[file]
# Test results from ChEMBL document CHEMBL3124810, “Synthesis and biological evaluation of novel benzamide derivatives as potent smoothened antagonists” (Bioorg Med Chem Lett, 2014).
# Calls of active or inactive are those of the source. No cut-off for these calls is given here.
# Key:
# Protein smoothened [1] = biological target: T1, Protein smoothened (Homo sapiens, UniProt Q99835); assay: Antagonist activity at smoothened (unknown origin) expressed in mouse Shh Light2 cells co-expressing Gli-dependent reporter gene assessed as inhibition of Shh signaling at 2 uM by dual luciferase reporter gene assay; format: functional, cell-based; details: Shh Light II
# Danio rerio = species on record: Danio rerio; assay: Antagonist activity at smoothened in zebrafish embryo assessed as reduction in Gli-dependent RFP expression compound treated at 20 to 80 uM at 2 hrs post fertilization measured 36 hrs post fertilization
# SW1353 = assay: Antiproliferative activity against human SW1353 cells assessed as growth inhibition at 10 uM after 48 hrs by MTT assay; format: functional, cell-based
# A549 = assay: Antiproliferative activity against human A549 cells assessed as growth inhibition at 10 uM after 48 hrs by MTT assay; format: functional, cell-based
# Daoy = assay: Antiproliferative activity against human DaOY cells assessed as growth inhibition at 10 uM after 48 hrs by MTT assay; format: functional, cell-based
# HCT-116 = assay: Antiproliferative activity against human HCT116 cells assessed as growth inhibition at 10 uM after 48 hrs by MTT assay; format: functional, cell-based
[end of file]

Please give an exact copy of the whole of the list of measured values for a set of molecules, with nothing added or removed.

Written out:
# Test results from ChEMBL document CHEMBL3124810, “Synthesis and biological evaluation of novel benzamide derivatives as potent smoothened antagonists” (Bioorg Med Chem Lett, 2014).
# Calls of active or inactive are those of the source. No cut-off for these calls is given here.
# Key:
# Protein smoothened [1] = biological target: T1, Protein smoothened (Homo sapiens, UniProt Q99835); assay: Antagonist activity at smoothened (unknown origin) expressed in mouse Shh Light2 cells co-expressing Gli-dependent reporter gene assessed as inhibition of Shh signaling at 2 uM by dual luciferase reporter gene assay; format: functional, cell-based; details: Shh Light II
# Danio rerio = species on record: Danio rerio; assay: Antagonist activity at smoothened in zebrafish embryo assessed as reduction in Gli-dependent RFP expression compound treated at 20 to 80 uM at 2 hrs post fertilization measured 36 hrs post fertilization
# SW1353 = assay: Antiproliferative activity against human SW1353 cells assessed as growth inhibition at 10 uM after 48 hrs by MTT assay; format: functional, cell-based
# A549 = assay: Antiproliferative activity against human A549 cells assessed as growth inhibition at 10 uM after 48 hrs by MTT assay; format: functional, cell-based
# Daoy = assay: Antiproliferative activity against human DaOY cells assessed as growth inhibition at 10 uM after 48 hrs by MTT assay; format: functional, cell-based
# HCT-116 = assay: Antiproliferative activity against human HCT116 cells assessed as growth inhibition at 10 uM after 48 hrs by MTT assay; format: functional, cell-based